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Full-Text Articles in Education

Dissecting Dialogue: The Value Of Music Education In Esl/Ell Programs, Kyle R. Furlong Oct 2015

Dissecting Dialogue: The Value Of Music Education In Esl/Ell Programs, Kyle R. Furlong

Student Publications

Among educators and philosophers alike, critical dialogue is widely regarded as one of the most effective ways to communicate and educate in the classroom. In his quintessential work, Pedagogy of the Oppressed, Paulo Freire reflects upon the importance of dialogue stating, “Only dialogue, which requires critical thinking, is also capable of generating critical thinking. Without dialogue, there is no communication, and without communication there can be no true education.” This point is reinforced in other notable texts such as Teaching as a Subversive Activity, which describes the “new education” as not only student and question centered, but “language-centered” as well ...


Education: A More Powerful Weapon Than War?, Maja K. Thomas Oct 2015

Education: A More Powerful Weapon Than War?, Maja K. Thomas

Student Publications

In this paper, I analyze the impact of education on civil war onset, utilizing variables measuring length of compulsory education and number of internal armed conflicts in a given country per year. Using data from the Quality of Government Institute’s Quality of Government Standard Time Series data set, I test this hypothesis and find that an increase in compulsory education length decreases the expected number of internal armed conflicts. The results suggest further importance of education as a great equalizer among individuals as well as nations.


Notes From Mrs. Hadgu's Class: Conceptualizing Music Education Curriculum For A Changing World, Logan B. Santiago Oct 2015

Notes From Mrs. Hadgu's Class: Conceptualizing Music Education Curriculum For A Changing World, Logan B. Santiago

Student Publications

How can we conceptualize curriculum and school knowledge to better address important questions of social change, contingency of knowledge, life in mediated worlds, and inequalities? To answer this question I wrote fictional stories from students about their favorite moments from their 8th grade music class. Each account deals with a specific activity or instance in which the teacher included social change and/or student centered knowledge in the curriculum. The explanation at the end of the accounts details the reasons for creating each activity and the relation of the stories to texts utilized in class.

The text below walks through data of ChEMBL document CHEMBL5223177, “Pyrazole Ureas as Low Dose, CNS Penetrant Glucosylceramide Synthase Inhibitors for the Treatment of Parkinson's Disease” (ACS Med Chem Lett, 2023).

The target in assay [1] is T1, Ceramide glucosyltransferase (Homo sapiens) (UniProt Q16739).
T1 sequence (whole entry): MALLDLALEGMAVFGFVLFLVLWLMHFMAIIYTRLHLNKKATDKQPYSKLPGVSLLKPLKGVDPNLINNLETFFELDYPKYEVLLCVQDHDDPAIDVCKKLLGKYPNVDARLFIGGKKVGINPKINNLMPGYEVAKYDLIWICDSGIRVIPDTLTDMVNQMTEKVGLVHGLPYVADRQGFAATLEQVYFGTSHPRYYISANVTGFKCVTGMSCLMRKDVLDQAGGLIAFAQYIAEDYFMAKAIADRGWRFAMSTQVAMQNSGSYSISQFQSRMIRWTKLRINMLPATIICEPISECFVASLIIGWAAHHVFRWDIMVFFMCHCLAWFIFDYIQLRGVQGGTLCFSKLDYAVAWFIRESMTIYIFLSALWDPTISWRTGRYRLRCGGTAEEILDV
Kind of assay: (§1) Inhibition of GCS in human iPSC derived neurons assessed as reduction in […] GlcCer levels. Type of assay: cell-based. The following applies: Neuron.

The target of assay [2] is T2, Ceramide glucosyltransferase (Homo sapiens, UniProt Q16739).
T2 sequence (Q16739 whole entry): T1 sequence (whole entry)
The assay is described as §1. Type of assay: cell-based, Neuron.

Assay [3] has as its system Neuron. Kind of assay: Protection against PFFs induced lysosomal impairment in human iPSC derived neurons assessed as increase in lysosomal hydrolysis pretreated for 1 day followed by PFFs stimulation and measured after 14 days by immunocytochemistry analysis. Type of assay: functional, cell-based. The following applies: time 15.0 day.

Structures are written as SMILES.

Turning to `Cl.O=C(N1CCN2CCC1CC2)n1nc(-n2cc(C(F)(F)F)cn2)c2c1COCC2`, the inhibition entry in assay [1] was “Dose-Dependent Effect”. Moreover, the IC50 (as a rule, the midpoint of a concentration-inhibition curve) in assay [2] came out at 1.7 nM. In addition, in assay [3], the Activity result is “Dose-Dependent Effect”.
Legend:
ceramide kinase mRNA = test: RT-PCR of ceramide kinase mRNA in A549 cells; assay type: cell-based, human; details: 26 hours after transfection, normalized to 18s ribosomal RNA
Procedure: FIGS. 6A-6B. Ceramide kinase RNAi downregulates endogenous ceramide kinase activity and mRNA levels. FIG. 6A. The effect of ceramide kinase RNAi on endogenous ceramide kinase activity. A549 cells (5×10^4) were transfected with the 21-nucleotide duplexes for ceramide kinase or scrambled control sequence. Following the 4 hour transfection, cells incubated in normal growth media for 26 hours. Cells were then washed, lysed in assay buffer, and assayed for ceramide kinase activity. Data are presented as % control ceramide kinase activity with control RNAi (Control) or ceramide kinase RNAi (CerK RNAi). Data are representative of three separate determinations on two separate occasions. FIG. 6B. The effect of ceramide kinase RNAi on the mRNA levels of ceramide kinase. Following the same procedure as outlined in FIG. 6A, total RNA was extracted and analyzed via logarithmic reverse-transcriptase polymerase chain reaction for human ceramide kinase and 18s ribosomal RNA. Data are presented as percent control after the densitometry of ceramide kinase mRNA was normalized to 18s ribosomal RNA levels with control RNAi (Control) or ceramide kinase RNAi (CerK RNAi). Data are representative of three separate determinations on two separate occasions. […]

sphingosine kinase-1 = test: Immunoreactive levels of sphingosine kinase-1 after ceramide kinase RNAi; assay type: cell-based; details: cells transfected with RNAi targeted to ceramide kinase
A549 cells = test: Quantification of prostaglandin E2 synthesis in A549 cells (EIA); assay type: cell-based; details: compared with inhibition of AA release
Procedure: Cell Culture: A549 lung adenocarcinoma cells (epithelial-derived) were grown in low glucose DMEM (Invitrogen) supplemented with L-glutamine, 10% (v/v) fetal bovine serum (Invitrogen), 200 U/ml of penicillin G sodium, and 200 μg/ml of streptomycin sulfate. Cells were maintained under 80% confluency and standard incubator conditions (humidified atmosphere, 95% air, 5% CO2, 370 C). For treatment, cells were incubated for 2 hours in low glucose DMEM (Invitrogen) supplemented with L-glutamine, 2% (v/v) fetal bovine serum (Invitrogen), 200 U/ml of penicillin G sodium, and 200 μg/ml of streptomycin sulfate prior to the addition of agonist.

“Charleston, Goddam”: An Editorial Introduction To Act 14.2, Brent C. Talbot Aug 2015

“Charleston, Goddam”: An Editorial Introduction To Act 14.2, Brent C. Talbot

Sunderman Conservatory of Music Faculty Publications

In this editorial, I trace the events following the tragic and racist shootings that occurred at the A.M.E. church in Charleston, South Carolina on June 17, 2015. Drawing upon anti-racist scholars and musical activists, I make a case for getting political and for cultivating activism in our classrooms. I ask our field to critically reflect upon our participation in a system that advantages Whites. I suggest that one possibility to engage in dialogue around issues of race is to encourage an environment of musical creativity where—together with students—teachers study and write music that speaks to our ...


Outside Ourselves: Becoming Better Teachers Through Ethnographic Fieldwork, Brent C. Talbot Jul 2015

Outside Ourselves: Becoming Better Teachers Through Ethnographic Fieldwork, Brent C. Talbot

Sunderman Conservatory of Music Faculty Publications

"Two questions students often ask me are: “why do you travel so much?” and “why do you engage in so much research?” My answer to both is relatively simple, “to become a more informed person and teacher.” [excerpt]


Mia's Music, Miranda L. Bubenheim Apr 2015

Mia's Music, Miranda L. Bubenheim

Student Publications

Mia’s Music is a story narrating what I view as an ideal curriculum being put into practice. Music educators have an advantageous and unique position to explore a medium with students that truly has the power to bring people together and help them to understand one another. A curriculum based in the cultural themes that students identify with will challenge them to learn through sharing their experiences and understanding others'.


Link Racial Past To The Present, Jill Ogline Titus Feb 2015

Link Racial Past To The Present, Jill Ogline Titus

Civil War Institute Faculty Publications

Americans have been putting a great deal of energy into commemorating the 50th anniversary of some of the key moments of the civil rights movement. This burst of memorialization has inspired one new museum in Atlanta and the redesign of another in Memphis. The Smithsonian and Library of Congress are launching a new oral-history initiative, and films like Selma bring the movement to life for those who rarely read a history book or visit a museum.

This year brings more anniversaries: the Selma-to-Montgomery March, the passage of the Voting Rights Act, and the Watts rebellion. And the commemorative stakes are ...